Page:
Here’s how to make Chinese lion head soup


Chinese Lion Head Soup (SHI ZI TOU, 狮子头) is a classic Huaiyang dish made with meatballs, Napa cabbage, and broth. Huaiyang cuisine is one of the four main Chinese cuisines representing the culinary traditions of East China and Jiangsu Province located on the lower reaches of the Yangtze River. The cuisine is slightly sweet and almost never spicy. Many Huaiyang dishes have stories behind them or are named after poets or chefs who create poems around them. Some say that to be a chief of Huaiyang you have to have the heart of a poet.

Lauri Sturdivant writes the Siskiyou Cooks + Chefs column for the Mount Shasta area newspapers and Siskiyou Daily News.

Sources say this recipe gets its name from the fact that the meatballs look like a Chinese lion’s head and the cabbage looks like its mane. Stone lion statues were believed to have powerful mythical protective benefits. They stand guard in front of Chinese imperial palaces, imperial tombs, temples, government offices, and the homes of the wealthy across China.

This recipe is traditionally made with ground pork, but I used turkey. I could try a variation of this recipe with fish balls. To prepare this vegan dish, you can use tofu dumplings or meatless dumplings with vegetable broth.

The traditional meatballs for this soup are about the size of a tennis ball. When dividing the meat, try to follow Chinese traditions where the numbers eight and nine are considered auspicious. In Chinese culture, the number eight represents wealth and good fortune and the number nine represents longevity.

This recipe makes four servings. Serve this soup with a bowl of steamed white, brown or cauliflower rice.


  • 1 lb ground turkey
  • 1 egg
  • 1 tablespoon of cornstarch
  • 2 teaspoons of sesame oil
  • 2 tablespoons of ginger – chopped
  • 2 tablespoons of soy or tamari sauce
  • 2 green onions – chopped – the white parts go into the meatballs and the green to garnish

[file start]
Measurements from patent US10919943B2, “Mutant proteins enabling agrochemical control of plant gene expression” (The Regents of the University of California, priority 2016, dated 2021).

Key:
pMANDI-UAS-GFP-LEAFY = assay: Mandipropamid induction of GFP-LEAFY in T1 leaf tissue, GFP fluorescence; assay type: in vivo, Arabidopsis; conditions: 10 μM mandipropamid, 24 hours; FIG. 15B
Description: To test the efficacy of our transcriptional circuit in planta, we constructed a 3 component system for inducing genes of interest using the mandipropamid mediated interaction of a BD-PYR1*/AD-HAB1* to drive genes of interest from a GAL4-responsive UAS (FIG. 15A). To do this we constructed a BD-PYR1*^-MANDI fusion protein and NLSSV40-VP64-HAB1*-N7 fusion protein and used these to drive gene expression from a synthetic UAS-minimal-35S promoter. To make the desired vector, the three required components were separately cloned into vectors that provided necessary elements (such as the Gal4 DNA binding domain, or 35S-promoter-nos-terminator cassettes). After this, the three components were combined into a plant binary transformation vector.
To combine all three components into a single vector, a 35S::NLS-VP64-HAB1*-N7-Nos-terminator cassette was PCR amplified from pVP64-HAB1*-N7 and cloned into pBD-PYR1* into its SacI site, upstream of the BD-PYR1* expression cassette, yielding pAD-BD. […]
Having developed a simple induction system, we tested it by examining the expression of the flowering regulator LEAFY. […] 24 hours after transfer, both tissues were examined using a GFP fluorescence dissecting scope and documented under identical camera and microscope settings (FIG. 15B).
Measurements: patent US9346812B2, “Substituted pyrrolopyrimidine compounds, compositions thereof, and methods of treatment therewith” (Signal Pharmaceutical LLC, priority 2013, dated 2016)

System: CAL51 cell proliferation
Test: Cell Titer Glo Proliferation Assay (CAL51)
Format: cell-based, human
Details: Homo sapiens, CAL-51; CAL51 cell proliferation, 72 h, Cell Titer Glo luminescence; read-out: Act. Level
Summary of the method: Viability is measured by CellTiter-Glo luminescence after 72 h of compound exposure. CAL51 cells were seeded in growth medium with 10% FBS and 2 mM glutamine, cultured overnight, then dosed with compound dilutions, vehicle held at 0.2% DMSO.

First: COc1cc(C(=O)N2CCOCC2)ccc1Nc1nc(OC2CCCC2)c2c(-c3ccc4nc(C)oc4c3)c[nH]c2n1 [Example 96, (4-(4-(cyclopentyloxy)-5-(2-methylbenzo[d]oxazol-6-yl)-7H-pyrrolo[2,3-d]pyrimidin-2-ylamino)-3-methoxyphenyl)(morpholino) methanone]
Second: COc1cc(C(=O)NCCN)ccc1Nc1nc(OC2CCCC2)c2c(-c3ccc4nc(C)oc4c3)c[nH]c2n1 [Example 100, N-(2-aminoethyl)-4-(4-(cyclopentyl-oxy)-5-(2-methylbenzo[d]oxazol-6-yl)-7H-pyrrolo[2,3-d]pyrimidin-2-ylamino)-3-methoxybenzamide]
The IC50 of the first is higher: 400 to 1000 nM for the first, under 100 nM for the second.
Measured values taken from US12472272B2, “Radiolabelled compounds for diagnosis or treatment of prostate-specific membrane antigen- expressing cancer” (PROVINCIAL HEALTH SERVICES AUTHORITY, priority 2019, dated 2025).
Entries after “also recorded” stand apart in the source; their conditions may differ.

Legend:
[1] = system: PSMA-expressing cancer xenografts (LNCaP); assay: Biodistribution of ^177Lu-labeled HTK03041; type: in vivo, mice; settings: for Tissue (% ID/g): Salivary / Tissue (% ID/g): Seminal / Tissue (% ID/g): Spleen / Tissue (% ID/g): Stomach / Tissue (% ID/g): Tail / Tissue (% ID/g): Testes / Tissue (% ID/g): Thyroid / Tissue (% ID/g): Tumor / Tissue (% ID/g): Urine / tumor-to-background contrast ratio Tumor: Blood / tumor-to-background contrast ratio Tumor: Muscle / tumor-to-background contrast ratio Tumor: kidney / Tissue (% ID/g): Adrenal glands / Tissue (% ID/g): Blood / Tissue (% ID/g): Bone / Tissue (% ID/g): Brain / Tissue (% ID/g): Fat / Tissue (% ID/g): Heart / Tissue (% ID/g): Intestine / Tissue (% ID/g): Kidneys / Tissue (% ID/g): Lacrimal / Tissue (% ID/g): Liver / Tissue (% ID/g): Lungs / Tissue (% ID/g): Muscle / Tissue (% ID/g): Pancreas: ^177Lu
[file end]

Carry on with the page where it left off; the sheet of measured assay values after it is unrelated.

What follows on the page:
• 2 baby bok choy
  • 4 garlic cloves – chopped
  • 1 tablespoon vegetable oil – I used canola, olive oil is too heavy for this delicate soup.
  • 1 head of Napa cabbage – chopped – use collard greens if you can’t find Napa
  • 4 cups of chicken broth
  • 1 cup of water
  • Garnish with a drizzle of toasted sesame oil, a pinch of toasted sesame seeds, green onions and a few sprigs of cilantro or parsley.


Combine the ground pork, egg, cornstarch, sesame oil, half the ginger, soy sauce and onion whites. Roll into balls and set aside. Wet hands will help you roll the meat into balls.

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Carbonize the Bok choy by cutting it into quarters lengthwise then place it on a hot grill or an oil-free frying pan. When it has good charcoal, but not burnt, remove it to your cutting board. When cool, cut diagonally into large pieces.

Heat the oil in a wok or Dutch oven and sauté the cabbage until softened, add the minced garlic and stir for about a minute. Pour in the chicken broth and soy sauce. Bring to a boil.

Pour the turkey meatballs and bok choy into the boiling soup. Cover and simmer for 10 minutes. Serve hot with the garnishes.


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